I Am Pilgrim -Terry Hayes

I am Pilgrim

My life has shifted on its axis. I finally delved into Terry Hayes tome, I am Pilgrim and now everything must change. I have to clear out my bookshelf and put this fantastic novel on a shelf all by its self while I ponder everything I just read. So move over Ludlum, shove over Lehane, there’s a new boy on the block and he’s bad (I mean “bad” in the colloquial sense, as in “Damn Good”).

It’s a hefty novel, but that’s no deterrent, as I wish it were even longer. The novel centres on the protagonist Scott Murdoch? (The question mark becomes relevant once you’ve read the novel) who is an American spy, agent, deep, deep undercover operative etc. He is on a race to save the world from a biological attack and time is ticking, and in his spare time he solves a New York murder case –Ha, I love it!

Terry Hayes is a man who knows his craft. This may be his debut novel,but Google his biography and you’ll see he has serious cred. His plotting is very tight and complex; the writing is intelligent and suspenseful. I sat in the waiting room at Toyota while I had new tyres fitted, and my hands were tightly gripping the book as I read the final chapters.

Here’s a puzzle:

How long does it take Toyota to fit two new tyres?

Two hours.

At the end of the two hours I was at a pivotal point in the story, the Toyota man called my name. I put my hand up to silence the annoying man and resumed biting my nails and my eyes continued to rapidly scan the pages. I came to a suitable place to stop, raced home and finished the book.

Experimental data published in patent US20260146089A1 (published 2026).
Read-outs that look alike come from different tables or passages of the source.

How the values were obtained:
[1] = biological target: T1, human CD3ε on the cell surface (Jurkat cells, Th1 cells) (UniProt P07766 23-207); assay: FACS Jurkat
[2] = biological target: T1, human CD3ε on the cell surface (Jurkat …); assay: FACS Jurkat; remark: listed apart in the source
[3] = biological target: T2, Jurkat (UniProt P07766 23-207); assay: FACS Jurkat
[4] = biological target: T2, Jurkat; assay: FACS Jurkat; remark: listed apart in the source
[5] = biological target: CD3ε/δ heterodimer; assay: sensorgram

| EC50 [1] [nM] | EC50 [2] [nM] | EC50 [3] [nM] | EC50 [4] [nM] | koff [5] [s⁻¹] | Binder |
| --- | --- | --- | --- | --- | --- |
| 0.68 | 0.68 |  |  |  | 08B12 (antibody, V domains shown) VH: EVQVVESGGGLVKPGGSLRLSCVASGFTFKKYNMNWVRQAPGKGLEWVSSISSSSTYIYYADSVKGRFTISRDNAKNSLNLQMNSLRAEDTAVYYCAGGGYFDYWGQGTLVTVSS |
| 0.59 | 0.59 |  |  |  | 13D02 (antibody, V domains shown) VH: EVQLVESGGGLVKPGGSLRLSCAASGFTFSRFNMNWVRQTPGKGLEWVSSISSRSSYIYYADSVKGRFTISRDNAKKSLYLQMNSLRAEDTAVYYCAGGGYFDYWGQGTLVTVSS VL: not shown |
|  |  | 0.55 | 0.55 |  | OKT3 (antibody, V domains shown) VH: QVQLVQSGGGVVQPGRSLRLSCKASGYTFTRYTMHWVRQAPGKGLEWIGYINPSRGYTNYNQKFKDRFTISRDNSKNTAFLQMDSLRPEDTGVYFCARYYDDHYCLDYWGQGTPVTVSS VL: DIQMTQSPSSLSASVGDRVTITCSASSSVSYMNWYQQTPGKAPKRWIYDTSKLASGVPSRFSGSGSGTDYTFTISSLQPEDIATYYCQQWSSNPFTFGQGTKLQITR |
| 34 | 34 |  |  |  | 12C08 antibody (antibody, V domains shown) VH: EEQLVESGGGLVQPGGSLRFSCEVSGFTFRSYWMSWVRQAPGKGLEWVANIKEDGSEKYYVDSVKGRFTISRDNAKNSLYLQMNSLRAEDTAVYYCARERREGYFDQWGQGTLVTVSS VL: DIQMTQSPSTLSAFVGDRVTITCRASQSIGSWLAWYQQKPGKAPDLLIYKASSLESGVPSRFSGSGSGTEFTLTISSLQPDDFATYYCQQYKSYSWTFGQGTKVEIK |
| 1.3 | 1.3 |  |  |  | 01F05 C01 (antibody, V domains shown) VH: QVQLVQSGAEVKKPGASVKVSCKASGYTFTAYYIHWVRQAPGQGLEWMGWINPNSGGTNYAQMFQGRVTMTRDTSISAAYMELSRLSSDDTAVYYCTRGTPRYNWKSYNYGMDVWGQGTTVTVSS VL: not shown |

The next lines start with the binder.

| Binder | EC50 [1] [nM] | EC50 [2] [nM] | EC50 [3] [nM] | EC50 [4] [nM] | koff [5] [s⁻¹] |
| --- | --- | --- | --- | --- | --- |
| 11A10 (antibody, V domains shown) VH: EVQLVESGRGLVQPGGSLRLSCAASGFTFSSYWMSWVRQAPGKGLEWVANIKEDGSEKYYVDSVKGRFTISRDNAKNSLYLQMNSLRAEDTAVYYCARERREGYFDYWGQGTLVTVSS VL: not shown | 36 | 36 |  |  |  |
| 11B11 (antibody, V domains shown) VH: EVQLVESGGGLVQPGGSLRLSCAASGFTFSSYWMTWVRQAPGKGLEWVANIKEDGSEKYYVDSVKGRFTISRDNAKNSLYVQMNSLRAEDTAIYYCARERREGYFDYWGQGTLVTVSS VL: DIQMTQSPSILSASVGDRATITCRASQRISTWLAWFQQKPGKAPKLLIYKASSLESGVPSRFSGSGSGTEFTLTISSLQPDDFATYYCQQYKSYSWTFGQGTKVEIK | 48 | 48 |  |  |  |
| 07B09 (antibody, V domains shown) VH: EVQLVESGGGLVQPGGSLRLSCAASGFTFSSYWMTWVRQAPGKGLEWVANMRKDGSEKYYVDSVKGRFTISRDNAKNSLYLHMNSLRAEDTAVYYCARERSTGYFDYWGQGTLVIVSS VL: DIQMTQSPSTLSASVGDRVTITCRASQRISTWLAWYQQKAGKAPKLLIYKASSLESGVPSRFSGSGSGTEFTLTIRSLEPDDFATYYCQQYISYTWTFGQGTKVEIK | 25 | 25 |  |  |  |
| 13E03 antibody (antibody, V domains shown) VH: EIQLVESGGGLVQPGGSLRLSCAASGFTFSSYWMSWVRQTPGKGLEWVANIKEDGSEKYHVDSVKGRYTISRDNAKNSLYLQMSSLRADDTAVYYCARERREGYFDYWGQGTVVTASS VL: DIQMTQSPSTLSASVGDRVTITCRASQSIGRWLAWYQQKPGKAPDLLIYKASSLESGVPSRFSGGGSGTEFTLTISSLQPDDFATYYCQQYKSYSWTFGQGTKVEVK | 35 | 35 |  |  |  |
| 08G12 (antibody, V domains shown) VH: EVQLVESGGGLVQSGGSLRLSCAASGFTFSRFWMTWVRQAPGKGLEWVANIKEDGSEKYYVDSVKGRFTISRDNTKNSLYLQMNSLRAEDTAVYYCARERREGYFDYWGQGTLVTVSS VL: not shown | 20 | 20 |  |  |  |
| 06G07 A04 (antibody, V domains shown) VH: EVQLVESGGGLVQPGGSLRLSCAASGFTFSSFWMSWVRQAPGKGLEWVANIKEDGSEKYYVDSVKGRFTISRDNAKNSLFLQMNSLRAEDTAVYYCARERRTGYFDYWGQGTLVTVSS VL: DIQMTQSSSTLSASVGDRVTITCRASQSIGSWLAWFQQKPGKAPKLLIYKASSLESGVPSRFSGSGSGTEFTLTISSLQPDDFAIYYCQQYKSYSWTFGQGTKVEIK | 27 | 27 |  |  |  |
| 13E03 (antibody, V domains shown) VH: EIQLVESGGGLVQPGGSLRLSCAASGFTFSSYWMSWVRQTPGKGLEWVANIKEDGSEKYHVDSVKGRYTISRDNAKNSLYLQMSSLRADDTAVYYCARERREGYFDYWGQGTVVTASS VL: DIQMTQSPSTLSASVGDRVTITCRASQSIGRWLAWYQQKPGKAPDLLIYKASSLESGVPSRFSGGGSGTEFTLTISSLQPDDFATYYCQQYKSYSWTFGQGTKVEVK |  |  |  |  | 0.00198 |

Like any great book it is still lingering in my thoughts. Hayes has created a hero that we haven’t seen since Jason Bourne, and I hope to see a lot more of him.

This is a suspense novel that deals with sensitive and serious subjects and it is handle with respect, skilled observation and the critique of a good journalist. Hayes doesn’t dictate to the reader he is a masterful storyteller and the reader is taken on a thrilling journey.

NB: This is an adult novel, if considering for a teen reader note that it does contain some torture scenes, although it is not an overly graphic novel.

Catch a Q&A with Terry Hayes here: http://www.randomhouse.com.au/blog/top-writing-tips-from-debut-thriller-writer-terry-hayes-2167.aspx

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We Were Liars – E. Lockhart

We Were Liars

Another brilliant novel has sailed across my desk – We Were Liars by E. Lockhart. This is a YA novel which stays with you long after the final page has been devoured. The story is told through the central character, Cadence. We follow her summers spent on a family island along with her friends /cousins –The Liars. As the liars hold a mirror to their family, they don’t always like what they see, and this has a disastrous effect.